Friday, 7 December 2007

A day in Poznan

It's been a long week. The alarm clock woke me up at 5:00am on Monday, Tuesday, Thursday and today. The reason - to get Moni (and today Eddie too) to Roraty, the early morning Advent mass.

Once I'd dropped the children off today, it was off to Warszawa Centralna to catch a train to Poznan to address a conference. In the train, my soul was heavy; the weather unseasonably warm and rainy - global warming has taken hold. Below: Between Kutno and Konin, the Wielkopolska landscape from the train window brings to mind winter in Kentucky. All that's missing is white fences and some horses.

A few thoughts on Polish state railways, PKP's InterCity business. Inconsistency is the all around. On a train to Kraków the other month, there was an electrical socket for laptops between every seat in the second class compartment. Two weeks ago, the first class compartment didn't offer 0ne. Today, there were no electrical sockets for laptops anywhere on the Poznan train. The table-top lamps in the restaurant carriage had funny sockets (one round pin, two semi-circular pins) to stop anyone from plugging in their laptop. The message to business travellers, therefore, is mixed. If you want to work on the train, you may be in luck, or else, you may not.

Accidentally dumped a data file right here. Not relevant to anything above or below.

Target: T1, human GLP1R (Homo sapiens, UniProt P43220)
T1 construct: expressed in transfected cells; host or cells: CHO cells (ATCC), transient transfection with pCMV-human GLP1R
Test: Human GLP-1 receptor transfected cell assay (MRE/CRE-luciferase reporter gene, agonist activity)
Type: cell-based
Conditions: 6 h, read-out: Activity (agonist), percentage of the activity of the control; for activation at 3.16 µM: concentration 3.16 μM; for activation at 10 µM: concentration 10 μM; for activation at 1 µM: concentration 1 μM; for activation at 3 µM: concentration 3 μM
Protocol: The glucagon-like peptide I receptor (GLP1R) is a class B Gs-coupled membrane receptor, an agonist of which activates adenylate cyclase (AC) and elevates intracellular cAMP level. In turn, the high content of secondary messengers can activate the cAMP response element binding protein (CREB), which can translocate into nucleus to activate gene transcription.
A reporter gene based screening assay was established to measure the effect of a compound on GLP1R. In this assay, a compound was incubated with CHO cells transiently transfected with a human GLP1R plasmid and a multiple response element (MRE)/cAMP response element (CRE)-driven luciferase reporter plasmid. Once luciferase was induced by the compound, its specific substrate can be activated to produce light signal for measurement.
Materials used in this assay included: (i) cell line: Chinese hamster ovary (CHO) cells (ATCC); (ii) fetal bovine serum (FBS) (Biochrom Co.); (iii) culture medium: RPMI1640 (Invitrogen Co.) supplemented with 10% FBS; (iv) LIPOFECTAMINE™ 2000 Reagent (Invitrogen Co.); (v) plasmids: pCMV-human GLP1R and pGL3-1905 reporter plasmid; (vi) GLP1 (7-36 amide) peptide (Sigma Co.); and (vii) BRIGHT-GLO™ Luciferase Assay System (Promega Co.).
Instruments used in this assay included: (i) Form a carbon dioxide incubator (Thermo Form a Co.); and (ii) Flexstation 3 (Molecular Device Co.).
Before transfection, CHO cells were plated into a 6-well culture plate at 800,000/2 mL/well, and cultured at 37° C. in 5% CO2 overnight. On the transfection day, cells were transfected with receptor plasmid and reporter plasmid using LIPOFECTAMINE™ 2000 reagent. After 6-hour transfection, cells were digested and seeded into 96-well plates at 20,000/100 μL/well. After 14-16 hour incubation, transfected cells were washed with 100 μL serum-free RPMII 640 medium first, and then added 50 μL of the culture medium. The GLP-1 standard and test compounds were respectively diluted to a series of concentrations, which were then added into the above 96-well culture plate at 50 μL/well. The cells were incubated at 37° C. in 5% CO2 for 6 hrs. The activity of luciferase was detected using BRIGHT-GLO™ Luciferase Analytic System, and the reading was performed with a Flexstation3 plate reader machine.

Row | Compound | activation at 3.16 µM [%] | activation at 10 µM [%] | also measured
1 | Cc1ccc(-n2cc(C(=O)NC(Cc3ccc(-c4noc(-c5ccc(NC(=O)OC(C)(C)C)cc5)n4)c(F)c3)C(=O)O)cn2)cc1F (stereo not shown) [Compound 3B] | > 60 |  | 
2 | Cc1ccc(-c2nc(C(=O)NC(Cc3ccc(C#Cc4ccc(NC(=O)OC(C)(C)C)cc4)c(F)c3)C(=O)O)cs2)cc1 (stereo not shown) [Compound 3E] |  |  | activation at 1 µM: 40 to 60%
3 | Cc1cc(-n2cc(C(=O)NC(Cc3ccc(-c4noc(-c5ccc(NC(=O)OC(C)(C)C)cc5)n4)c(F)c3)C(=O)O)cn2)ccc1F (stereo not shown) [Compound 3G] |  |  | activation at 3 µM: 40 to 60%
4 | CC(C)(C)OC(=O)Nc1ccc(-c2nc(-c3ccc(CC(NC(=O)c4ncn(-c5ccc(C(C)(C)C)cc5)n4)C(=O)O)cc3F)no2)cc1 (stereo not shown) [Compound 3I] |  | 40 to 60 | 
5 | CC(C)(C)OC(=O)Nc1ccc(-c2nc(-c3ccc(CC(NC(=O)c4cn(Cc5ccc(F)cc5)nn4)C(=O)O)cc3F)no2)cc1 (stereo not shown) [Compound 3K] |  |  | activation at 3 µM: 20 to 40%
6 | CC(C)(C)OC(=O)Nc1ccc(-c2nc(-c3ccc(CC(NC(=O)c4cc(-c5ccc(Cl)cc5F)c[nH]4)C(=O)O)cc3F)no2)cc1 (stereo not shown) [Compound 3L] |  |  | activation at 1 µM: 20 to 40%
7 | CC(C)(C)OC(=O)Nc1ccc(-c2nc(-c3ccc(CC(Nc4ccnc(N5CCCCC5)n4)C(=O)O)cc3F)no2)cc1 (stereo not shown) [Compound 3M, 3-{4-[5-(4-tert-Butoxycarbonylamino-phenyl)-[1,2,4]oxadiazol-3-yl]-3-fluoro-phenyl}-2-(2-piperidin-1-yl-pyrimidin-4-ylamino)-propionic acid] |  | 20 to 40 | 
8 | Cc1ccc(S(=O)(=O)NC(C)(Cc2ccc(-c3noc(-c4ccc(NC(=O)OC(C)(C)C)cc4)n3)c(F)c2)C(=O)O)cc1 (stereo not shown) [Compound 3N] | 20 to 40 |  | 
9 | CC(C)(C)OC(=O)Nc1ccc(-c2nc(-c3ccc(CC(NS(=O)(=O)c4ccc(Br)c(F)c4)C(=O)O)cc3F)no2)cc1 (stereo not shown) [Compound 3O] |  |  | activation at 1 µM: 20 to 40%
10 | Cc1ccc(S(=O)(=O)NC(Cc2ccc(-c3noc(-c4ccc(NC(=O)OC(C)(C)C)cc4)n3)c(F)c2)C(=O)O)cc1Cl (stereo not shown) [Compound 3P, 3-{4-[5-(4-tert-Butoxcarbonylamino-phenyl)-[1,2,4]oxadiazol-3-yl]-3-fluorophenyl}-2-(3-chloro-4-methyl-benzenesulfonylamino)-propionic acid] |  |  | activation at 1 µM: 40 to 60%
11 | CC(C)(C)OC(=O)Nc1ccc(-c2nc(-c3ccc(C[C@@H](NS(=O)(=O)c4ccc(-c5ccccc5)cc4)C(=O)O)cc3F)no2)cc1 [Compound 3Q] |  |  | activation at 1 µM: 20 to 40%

A similar picture relates to alcohol. You cannot buy beer (other than alcohol-free) on the Kraków train. You can buy beer, whisky, vodka and cognac on the Poznan train.

Mixed messages to customers are a bad signal. PKP InterCity needs to adopt one policy on these issues and stick to it.

By late afternoon in Poznan the skies cleared and the sun emerged, soon to set. Before then, two buildings caught my eye as I walked back towards the station. It pays to look up when walking through a city. (Above, left:) A fragment of the neo-gothic Church of the Holiest Saviour* (Kościół Najświętszego Zbawiciela). (Above right:) Pegasus, the winged horse, atop Poznan's Opera House (Teatr Wielki im. Stanisława Moniuszki).

My train home, the Berlin-Warsaw express, arrived on time, a few minutes after the photo above was taken. It arrived in Warsaw 65 minutes late. No real reason given other than rumour and hearsay. "A person under the locomotive at Konin." "A crash on a level crossing ahead involving a minibus - 30 casualties." "An electrical failure." Of course, the real reason was not communicated, leaving us guessing. I felt sorry for the two passengers in my compartment with connecting trains to catch in Warsaw; their anxiety was growing by the minute as the train stopped and started the remaining part of the journey.

* The English translation implies more than one Holy Saviour. Indeed more than two. If there were only two, it would be Holier Saviour.

No comments: